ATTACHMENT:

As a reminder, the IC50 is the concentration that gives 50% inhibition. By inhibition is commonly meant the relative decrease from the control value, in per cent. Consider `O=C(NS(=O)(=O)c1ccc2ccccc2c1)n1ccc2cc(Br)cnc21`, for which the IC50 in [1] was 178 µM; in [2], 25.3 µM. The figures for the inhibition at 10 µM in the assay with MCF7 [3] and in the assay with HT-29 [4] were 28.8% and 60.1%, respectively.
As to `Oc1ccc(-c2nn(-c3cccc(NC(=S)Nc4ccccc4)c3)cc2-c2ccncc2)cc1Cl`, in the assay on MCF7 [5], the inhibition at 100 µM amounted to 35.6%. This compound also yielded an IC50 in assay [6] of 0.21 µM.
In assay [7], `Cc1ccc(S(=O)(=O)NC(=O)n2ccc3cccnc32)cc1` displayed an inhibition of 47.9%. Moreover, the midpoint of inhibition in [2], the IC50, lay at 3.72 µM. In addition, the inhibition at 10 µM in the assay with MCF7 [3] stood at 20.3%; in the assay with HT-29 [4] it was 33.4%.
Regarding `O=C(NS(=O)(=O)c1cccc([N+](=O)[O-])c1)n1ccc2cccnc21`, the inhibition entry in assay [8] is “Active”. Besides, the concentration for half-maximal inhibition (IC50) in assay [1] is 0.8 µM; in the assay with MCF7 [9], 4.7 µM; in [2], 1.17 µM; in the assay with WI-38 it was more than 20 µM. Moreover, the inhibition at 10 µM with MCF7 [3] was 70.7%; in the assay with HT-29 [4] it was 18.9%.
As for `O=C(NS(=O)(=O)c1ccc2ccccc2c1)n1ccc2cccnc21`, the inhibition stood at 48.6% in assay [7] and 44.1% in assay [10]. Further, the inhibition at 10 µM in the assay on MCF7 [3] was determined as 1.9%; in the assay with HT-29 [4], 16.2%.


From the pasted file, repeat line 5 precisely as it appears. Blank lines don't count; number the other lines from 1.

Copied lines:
As for `O=C(NS(=O)(=O)c1ccc2ccccc2c1)n1ccc2cccnc21`, the inhibition stood at 48.6% in assay [7] and 44.1% in assay [10]. Further, the inhibition at 10 µM in the assay on MCF7 [3] was determined as 1.9%; in the assay with HT-29 [4], 16.2%.